I agree with Jerry; if a couple of new features were added to the Linux client (flatpak version and selective sync), I would be willing to pay the $20-25 annual fee to help the company while allowing me to get upgrades and support for newer versions of Linux distros.

1 Like

The pricing page needs to be open in its disclosure of the limitations in the 1-way sync functionality. Simply stating 1-way sync is supported leaves out a lot of important detail. As a new/trial customer, it feels like a bait & switch.

While I’m at it, I’ll add that not being able to remove files from being managed by Insync without them being deleted locally is very difficult to understand. Others have raised this here in the forum, and I’ve not seen a single reasonable response to it from the company. It suggests that either you don’t understand your users or you do but you’re keeping it as-is because it creates a strong incentive against moving off Insync. Either way, not good.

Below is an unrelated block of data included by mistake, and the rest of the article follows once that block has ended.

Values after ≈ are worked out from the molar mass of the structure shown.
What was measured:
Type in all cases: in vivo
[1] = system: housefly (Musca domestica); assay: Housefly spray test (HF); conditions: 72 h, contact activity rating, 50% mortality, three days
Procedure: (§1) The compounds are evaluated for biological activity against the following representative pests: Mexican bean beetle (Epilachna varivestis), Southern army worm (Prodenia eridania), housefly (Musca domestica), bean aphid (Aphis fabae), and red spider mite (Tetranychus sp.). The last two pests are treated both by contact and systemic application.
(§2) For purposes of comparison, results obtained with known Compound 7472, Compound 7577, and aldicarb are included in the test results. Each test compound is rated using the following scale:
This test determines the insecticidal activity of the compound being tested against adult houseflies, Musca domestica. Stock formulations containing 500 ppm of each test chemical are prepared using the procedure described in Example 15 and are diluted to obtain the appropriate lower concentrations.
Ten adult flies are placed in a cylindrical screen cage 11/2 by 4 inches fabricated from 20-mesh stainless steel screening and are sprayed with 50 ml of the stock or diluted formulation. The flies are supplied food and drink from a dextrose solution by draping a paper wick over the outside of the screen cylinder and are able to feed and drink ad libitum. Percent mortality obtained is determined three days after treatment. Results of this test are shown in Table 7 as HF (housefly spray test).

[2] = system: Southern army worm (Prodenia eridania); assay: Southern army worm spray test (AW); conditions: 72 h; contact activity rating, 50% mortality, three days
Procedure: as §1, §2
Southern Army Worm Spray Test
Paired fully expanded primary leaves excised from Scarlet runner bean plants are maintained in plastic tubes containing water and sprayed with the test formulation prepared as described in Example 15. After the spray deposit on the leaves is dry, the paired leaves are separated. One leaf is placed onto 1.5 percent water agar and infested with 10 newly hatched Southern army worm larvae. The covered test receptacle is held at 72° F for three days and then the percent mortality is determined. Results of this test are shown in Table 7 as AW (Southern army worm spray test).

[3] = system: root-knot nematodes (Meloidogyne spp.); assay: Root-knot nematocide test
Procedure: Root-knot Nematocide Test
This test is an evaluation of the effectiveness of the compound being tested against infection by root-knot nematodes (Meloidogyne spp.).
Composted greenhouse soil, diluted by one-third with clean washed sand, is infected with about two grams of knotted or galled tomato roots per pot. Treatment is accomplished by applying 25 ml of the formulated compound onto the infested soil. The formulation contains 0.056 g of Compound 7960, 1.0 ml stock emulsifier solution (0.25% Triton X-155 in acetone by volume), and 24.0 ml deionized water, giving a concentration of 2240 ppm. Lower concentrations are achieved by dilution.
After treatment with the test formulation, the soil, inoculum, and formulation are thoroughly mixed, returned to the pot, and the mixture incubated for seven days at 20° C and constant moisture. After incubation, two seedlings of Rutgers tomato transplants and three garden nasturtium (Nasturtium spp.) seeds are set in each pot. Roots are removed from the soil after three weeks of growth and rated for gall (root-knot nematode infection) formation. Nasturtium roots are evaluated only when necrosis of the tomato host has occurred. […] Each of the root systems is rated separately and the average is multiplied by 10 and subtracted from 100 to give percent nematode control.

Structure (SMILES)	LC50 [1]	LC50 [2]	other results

+1 I can’t agree enough with JB’s recommendation to make the app more intuitive and reliable. This would both reduce support costs and increase conversion & retention of trial users like myself.

I’m about 5 days into a trial, and between the several non-trivial bugs I’ve encountered and the significant limitations of some of the functionality promised in the feature list, I’m ~95% sure I’m going to find a different solution. The only reason I haven’t abandoned already is the considerable amount of time already sunk into trying to make it work.

I’ve had a poor experience with support. Requests for assistance have received slow, unhelpful replies. I was clear that I’ve done my homework reading the documentation and forums, yet my inquiries still get copy-paste replies that don’t shed any light or help me resolve my issues. I have also reported a couple clear bugs, taking the time to repro and provide screenshots, and these were met with either denial & rationalizations or completely ignored. When it takes ~1 day for a reply, and then they’re not helpful or comprehensive, it’s deeply frustrating. Finally, Support seems to automatically ask for the logs.db file, which suggests a troubling lack of concern for customers’ privacy, given the very sensitive information they can contain.